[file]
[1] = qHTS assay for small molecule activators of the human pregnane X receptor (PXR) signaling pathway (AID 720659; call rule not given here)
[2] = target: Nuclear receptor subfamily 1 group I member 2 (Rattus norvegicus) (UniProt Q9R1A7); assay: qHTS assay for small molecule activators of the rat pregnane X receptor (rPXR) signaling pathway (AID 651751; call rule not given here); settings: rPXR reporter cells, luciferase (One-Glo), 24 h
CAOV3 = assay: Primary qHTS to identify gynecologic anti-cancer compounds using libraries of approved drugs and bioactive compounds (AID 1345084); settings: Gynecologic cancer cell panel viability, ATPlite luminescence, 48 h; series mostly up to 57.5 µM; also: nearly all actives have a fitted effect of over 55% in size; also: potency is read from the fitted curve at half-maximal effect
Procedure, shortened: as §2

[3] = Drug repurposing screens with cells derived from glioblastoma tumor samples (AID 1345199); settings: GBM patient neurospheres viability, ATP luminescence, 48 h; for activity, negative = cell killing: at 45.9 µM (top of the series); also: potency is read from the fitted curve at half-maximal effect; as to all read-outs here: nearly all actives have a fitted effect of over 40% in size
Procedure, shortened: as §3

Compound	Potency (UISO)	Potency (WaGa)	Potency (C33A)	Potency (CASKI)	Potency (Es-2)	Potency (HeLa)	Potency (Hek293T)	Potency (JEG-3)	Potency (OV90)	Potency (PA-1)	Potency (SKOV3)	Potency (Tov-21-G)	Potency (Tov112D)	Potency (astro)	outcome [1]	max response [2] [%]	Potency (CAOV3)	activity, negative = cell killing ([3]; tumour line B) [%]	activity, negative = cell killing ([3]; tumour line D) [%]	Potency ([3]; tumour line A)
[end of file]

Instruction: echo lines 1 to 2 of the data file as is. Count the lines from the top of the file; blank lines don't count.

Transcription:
[1] = qHTS assay for small molecule activators of the human pregnane X receptor (PXR) signaling pathway (AID 720659; call rule not given here)
[2] = target: Nuclear receptor subfamily 1 group I member 2 (Rattus norvegicus) (UniProt Q9R1A7); assay: qHTS assay for small molecule activators of the rat pregnane X receptor (rPXR) signaling pathway (AID 651751; call rule not given here); settings: rPXR reporter cells, luciferase (One-Glo), 24 h